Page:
Uncle Tan's cabin
Sandakan Travel Blog› entry 11 of 14 › view all entries
This morning we
got up early to fly from Kota Kinabalu to
We went to
Sepilok with Mick and Kate, a couple from
The young orang-utan was obviously still in the early stages of rehabilitation, as it constantly tried to get attention from the older female, crying and throwing itself to the ground when it was ignored. It got even worse when a large male macaque came to the platform to feed as the baby was terrified of it, and kept on trying to sneak up to get food, chickening out at the last minute and throwing a tantrum. A couple of times the macaque hit the large female for food, but was ignored.
When feeding was
finished we watched a short video about the rehabilitation process, and then
went for a walk with Mick and Kate into the park (out of the fifty other people
at the feeding, none other took a walk) for half an hour.
We had lunch at
Uncle Tan’s then started the trip to the Jungle Camp. It was an hour’s drive to
the Sungi Kinabatangan, then we had to pile into boats (very crowded with 20
people in two small powerboats) for the two hour boast ride up river. The trip
to the Jungle Camp was one of the best safaris I’ve ever been on. We saw
silver-leaf monkeys, long-tailed macaques, short-tailed macaques, proboscis
monkeys and a wild orang-utan. We also saw some small salt-water crocodiles,
large water monitors, several flocks of hornbills (white-crowned hornbill,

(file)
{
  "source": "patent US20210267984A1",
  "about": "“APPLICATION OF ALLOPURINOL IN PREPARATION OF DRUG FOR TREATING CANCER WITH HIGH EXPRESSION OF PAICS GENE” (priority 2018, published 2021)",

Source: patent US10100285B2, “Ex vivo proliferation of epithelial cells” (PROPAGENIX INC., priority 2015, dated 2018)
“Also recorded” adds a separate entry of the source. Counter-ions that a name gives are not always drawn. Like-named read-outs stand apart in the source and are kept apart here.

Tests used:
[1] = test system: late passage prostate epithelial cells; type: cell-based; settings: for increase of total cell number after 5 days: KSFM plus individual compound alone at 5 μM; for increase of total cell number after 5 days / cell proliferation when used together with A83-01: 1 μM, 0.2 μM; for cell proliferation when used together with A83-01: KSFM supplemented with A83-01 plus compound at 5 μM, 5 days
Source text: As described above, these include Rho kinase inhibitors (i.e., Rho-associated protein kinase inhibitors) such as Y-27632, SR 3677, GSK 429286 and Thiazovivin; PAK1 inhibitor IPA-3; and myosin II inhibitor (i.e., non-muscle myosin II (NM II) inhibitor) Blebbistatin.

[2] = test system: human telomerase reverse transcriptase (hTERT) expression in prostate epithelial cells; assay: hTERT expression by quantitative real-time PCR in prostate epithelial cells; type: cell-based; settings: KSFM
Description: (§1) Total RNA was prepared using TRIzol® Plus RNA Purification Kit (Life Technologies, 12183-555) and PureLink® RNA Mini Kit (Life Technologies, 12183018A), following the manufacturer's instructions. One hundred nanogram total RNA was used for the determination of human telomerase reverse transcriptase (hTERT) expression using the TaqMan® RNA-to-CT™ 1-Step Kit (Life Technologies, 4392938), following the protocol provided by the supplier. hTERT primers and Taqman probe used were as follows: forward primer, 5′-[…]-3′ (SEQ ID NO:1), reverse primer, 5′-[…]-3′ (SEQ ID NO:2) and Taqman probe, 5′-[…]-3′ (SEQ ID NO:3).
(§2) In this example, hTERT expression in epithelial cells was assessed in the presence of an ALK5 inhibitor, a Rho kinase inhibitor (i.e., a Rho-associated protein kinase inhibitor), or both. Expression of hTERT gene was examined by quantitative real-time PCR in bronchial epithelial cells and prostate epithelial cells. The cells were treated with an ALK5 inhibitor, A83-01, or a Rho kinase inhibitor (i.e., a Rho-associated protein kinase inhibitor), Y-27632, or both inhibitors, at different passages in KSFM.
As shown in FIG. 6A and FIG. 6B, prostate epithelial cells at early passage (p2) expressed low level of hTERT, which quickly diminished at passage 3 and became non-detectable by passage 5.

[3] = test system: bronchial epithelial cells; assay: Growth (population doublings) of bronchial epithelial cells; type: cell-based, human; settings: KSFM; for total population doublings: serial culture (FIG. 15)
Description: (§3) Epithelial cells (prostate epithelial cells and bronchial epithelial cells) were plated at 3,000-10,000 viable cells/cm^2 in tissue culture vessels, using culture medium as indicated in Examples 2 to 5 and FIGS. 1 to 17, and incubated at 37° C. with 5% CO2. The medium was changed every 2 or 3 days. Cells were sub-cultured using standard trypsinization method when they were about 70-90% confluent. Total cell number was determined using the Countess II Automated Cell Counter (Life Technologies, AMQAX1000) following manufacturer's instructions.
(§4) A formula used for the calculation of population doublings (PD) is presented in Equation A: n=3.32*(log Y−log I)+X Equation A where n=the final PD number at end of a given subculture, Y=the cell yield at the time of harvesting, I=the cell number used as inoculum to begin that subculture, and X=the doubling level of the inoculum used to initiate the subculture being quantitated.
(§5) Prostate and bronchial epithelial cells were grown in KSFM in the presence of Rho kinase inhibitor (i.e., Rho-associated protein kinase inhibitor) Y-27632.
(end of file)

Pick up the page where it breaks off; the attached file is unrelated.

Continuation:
black hornbill, oriental pied hornbill in flocks of a dozen), herons, egrets,
white-bellied sea-eagles, swifts, kingfishers (lots of common kingfishers and
several of the magnificent stork-billed kingfishers with amazing colours and
large bright beaks) as well as many waterbirds.
As soon as we reached the jungle camp it started to pour down with rain, so we had to trek for fifteen minutes through ankle deep mud to get to the camp (twisting my ankle on the way).
The camp was
really basic, with a few walkways between the five huts and the main area, but
was pretty much just a couple of verandas. We had a couple of beers with
dinner, and spoke to Mick and Kate, Malcolm and Kill (environmental consultants
moving from England to New Zealand) and Angharad and Adam (who have both been
travelling in SE Asia for several years) mostly, although there were a few
others I can’t remember (two doctors from Norway, and a couple of Danish
At 9pm we went for a night cruise down the river. The night cruise was very different to anything I’ve done before. We saw several troops of macaques, and we saw medium sized (1-2 metre) crocodiles in the river, but the amazing thing was seeing the birds. We saw the Buffy Sea Owl from close up, but it was the Kingfishers that were the most amazing. During the day we only got to see glimpses as they flew past, but at night we got really close up to them. They sleep on a perch overhanging the river with their beak under a wing, and while they wake up before we get close, they can’t fly due to their terrible night vision so we could come to within a couple of metres and really get a good look at them. We saw several stork-billed kingfishers and a blue-eared kingfisher. Our guide also spotted for us a flying lemur (for only the second time in his life) which looked no different from a monkey at that distance, until it jumped from its tree, spread its legs and glided down to another tree. It was a really great find.
That night there were not enough spots in the cabins, so Jo and I stayed in the staff cabin.